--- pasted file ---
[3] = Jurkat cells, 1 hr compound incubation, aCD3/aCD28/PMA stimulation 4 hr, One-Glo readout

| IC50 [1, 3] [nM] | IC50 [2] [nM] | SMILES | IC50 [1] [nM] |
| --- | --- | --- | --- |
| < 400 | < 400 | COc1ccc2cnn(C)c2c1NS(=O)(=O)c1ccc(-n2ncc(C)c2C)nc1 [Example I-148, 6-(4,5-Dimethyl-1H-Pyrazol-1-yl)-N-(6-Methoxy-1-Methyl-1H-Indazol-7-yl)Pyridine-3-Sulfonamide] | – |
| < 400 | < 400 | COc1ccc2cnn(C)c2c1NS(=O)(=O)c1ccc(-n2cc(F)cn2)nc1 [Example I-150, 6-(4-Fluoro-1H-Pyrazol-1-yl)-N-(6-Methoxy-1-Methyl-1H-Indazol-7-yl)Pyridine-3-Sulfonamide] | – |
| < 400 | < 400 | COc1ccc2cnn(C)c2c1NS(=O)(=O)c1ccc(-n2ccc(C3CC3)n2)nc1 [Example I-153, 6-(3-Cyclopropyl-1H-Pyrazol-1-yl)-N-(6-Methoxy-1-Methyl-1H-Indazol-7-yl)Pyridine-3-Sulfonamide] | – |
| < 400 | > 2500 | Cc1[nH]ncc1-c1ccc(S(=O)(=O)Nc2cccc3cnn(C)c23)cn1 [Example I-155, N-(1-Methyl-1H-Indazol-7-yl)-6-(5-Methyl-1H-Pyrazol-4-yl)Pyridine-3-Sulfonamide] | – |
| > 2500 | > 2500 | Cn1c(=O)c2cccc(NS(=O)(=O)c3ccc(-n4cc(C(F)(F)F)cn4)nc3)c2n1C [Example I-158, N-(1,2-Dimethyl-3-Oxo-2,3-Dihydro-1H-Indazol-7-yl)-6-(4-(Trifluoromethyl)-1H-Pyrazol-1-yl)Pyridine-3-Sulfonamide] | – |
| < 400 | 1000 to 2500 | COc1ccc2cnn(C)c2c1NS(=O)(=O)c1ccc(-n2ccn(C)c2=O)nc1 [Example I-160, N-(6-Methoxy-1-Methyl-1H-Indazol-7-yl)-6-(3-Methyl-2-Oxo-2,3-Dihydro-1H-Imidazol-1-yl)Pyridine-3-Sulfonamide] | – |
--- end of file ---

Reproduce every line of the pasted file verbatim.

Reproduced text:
[3] = Jurkat cells, 1 hr compound incubation, aCD3/aCD28/PMA stimulation 4 hr, One-Glo readout

| IC50 [1, 3] [nM] | IC50 [2] [nM] | SMILES | IC50 [1] [nM] |
| --- | --- | --- | --- |
| < 400 | < 400 | COc1ccc2cnn(C)c2c1NS(=O)(=O)c1ccc(-n2ncc(C)c2C)nc1 [Example I-148, 6-(4,5-Dimethyl-1H-Pyrazol-1-yl)-N-(6-Methoxy-1-Methyl-1H-Indazol-7-yl)Pyridine-3-Sulfonamide] | – |
| < 400 | < 400 | COc1ccc2cnn(C)c2c1NS(=O)(=O)c1ccc(-n2cc(F)cn2)nc1 [Example I-150, 6-(4-Fluoro-1H-Pyrazol-1-yl)-N-(6-Methoxy-1-Methyl-1H-Indazol-7-yl)Pyridine-3-Sulfonamide] | – |
| < 400 | < 400 | COc1ccc2cnn(C)c2c1NS(=O)(=O)c1ccc(-n2ccc(C3CC3)n2)nc1 [Example I-153, 6-(3-Cyclopropyl-1H-Pyrazol-1-yl)-N-(6-Methoxy-1-Methyl-1H-Indazol-7-yl)Pyridine-3-Sulfonamide] | – |
| < 400 | > 2500 | Cc1[nH]ncc1-c1ccc(S(=O)(=O)Nc2cccc3cnn(C)c23)cn1 [Example I-155, N-(1-Methyl-1H-Indazol-7-yl)-6-(5-Methyl-1H-Pyrazol-4-yl)Pyridine-3-Sulfonamide] | – |
| > 2500 | > 2500 | Cn1c(=O)c2cccc(NS(=O)(=O)c3ccc(-n4cc(C(F)(F)F)cn4)nc3)c2n1C [Example I-158, N-(1,2-Dimethyl-3-Oxo-2,3-Dihydro-1H-Indazol-7-yl)-6-(4-(Trifluoromethyl)-1H-Pyrazol-1-yl)Pyridine-3-Sulfonamide] | – |
| < 400 | 1000 to 2500 | COc1ccc2cnn(C)c2c1NS(=O)(=O)c1ccc(-n2ccn(C)c2=O)nc1 [Example I-160, N-(6-Methoxy-1-Methyl-1H-Indazol-7-yl)-6-(3-Methyl-2-Oxo-2,3-Dihydro-1H-Imidazol-1-yl)Pyridine-3-Sulfonamide] | – |